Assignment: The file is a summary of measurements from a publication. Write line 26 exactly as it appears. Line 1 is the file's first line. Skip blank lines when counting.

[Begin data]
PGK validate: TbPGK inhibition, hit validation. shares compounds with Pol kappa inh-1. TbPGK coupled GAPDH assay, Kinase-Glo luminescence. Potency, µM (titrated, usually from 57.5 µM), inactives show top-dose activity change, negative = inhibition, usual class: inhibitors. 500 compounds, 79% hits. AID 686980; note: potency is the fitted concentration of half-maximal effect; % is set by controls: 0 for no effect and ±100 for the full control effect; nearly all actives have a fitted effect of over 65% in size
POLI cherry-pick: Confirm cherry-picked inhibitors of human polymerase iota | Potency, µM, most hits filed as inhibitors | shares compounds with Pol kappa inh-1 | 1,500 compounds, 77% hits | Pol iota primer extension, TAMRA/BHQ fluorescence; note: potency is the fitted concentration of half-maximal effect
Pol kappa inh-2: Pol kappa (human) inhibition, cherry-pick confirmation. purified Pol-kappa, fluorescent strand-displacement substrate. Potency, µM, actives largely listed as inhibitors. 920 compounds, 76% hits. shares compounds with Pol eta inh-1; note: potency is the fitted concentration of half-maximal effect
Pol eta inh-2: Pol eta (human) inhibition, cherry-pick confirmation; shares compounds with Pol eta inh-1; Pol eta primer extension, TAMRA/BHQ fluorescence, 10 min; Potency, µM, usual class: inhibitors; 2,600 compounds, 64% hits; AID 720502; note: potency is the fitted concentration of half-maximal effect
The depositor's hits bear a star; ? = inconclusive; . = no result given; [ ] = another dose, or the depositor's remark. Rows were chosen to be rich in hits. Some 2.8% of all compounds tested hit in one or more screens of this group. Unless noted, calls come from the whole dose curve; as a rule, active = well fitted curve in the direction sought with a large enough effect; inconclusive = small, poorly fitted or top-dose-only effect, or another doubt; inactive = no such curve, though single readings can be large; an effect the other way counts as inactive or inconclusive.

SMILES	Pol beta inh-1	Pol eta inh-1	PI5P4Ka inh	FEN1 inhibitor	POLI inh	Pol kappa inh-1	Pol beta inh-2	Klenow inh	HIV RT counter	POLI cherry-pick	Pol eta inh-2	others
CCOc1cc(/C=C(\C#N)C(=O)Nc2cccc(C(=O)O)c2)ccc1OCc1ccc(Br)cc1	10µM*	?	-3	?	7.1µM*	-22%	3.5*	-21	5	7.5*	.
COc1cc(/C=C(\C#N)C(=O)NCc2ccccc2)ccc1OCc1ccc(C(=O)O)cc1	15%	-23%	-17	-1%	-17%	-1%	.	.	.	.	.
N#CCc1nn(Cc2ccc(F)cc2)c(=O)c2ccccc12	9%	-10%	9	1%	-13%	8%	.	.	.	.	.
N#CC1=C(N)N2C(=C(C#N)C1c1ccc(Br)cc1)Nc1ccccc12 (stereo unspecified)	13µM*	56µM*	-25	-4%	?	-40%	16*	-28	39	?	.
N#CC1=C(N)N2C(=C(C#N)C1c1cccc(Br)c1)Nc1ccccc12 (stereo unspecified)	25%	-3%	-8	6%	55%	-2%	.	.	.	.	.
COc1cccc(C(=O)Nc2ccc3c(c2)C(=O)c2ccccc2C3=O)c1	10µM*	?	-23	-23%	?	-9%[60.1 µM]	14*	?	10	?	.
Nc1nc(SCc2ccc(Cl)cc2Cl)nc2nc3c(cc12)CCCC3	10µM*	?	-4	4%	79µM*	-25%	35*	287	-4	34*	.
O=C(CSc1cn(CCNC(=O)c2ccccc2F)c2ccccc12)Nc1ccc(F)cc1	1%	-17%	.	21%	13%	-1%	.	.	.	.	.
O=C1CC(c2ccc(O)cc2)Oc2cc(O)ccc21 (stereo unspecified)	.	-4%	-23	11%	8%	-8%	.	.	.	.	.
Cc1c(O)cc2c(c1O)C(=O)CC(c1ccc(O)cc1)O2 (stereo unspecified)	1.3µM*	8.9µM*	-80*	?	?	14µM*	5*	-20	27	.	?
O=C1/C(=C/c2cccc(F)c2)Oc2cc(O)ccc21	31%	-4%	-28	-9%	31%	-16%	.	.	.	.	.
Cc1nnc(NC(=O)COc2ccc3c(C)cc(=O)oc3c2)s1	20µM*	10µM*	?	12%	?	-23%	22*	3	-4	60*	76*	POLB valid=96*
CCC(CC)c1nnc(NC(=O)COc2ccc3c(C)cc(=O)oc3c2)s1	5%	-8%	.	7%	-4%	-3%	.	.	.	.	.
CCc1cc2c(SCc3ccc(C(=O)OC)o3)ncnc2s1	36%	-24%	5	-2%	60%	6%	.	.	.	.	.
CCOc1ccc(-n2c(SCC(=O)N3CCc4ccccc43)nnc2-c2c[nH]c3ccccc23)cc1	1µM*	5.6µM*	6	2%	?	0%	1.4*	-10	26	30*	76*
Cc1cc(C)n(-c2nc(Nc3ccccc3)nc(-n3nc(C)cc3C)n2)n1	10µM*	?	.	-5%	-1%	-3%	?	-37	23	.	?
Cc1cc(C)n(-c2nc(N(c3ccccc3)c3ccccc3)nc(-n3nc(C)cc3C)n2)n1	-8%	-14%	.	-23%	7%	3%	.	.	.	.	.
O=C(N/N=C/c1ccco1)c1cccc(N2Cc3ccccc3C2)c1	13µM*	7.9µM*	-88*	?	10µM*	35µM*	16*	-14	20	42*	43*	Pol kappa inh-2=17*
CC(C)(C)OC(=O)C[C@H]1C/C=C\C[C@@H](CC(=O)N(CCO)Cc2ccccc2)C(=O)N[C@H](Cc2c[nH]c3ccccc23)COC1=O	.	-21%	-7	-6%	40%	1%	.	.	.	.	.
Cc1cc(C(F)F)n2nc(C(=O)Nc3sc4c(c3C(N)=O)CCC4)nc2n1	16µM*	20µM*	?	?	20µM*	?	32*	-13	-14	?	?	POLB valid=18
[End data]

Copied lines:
Cc1cc(C(F)F)n2nc(C(=O)Nc3sc4c(c3C(N)=O)CCC4)nc2n1	16µM*	20µM*	?	?	20µM*	?	32*	-13	-14	?	?	POLB valid=18